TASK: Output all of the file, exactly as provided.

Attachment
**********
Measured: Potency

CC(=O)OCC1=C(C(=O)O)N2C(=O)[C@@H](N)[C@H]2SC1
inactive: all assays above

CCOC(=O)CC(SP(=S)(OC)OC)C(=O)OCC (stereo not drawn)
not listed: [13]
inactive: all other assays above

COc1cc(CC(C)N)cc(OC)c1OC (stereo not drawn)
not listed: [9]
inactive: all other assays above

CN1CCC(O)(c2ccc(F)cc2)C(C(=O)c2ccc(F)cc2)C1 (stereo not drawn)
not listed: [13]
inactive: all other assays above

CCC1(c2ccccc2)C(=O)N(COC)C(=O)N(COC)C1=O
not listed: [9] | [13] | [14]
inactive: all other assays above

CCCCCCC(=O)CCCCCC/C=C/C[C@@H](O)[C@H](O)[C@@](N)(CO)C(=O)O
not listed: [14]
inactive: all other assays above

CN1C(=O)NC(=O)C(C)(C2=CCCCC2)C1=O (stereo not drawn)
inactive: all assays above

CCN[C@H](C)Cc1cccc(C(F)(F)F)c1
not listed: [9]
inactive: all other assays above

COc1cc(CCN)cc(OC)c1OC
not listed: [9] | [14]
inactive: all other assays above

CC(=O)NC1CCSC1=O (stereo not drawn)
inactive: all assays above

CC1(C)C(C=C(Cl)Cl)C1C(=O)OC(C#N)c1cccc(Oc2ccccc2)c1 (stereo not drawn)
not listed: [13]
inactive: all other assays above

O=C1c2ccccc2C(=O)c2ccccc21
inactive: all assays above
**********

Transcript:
Measured: Potency

CC(=O)OCC1=C(C(=O)O)N2C(=O)[C@@H](N)[C@H]2SC1
inactive: all assays above

CCOC(=O)CC(SP(=S)(OC)OC)C(=O)OCC (stereo not drawn)
not listed: [13]
inactive: all other assays above

COc1cc(CC(C)N)cc(OC)c1OC (stereo not drawn)
not listed: [9]
inactive: all other assays above

CN1CCC(O)(c2ccc(F)cc2)C(C(=O)c2ccc(F)cc2)C1 (stereo not drawn)
not listed: [13]
inactive: all other assays above

CCC1(c2ccccc2)C(=O)N(COC)C(=O)N(COC)C1=O
not listed: [9] | [13] | [14]
inactive: all other assays above

CCCCCCC(=O)CCCCCC/C=C/C[C@@H](O)[C@H](O)[C@@](N)(CO)C(=O)O
not listed: [14]
inactive: all other assays above

CN1C(=O)NC(=O)C(C)(C2=CCCCC2)C1=O (stereo not drawn)
inactive: all assays above

CCN[C@H](C)Cc1cccc(C(F)(F)F)c1
not listed: [9]
inactive: all other assays above

COc1cc(CCN)cc(OC)c1OC
not listed: [9] | [14]
inactive: all other assays above

CC(=O)NC1CCSC1=O (stereo not drawn)
inactive: all assays above

CC1(C)C(C=C(Cl)Cl)C1C(=O)OC(C#N)c1cccc(Oc2ccccc2)c1 (stereo not drawn)
not listed: [13]
inactive: all other assays above

O=C1c2ccccc2C(=O)c2ccccc21
inactive: all assays above